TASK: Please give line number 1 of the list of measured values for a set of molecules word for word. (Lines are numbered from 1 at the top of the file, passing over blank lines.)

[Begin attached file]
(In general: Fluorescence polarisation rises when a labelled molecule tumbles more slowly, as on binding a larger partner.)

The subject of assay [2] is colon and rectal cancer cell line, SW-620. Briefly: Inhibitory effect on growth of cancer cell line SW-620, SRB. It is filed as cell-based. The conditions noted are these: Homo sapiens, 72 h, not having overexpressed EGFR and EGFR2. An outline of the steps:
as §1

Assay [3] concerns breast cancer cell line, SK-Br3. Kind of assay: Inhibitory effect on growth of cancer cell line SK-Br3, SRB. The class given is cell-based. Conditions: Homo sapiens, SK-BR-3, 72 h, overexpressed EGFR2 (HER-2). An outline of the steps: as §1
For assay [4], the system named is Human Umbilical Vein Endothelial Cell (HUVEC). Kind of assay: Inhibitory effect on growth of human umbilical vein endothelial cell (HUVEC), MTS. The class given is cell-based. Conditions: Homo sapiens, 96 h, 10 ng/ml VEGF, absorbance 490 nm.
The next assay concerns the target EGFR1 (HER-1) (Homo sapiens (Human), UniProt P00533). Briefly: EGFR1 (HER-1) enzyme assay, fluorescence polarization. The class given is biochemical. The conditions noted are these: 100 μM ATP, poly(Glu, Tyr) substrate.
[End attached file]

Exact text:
(In general: Fluorescence polarisation rises when a labelled molecule tumbles more slowly, as on binding a larger partner.)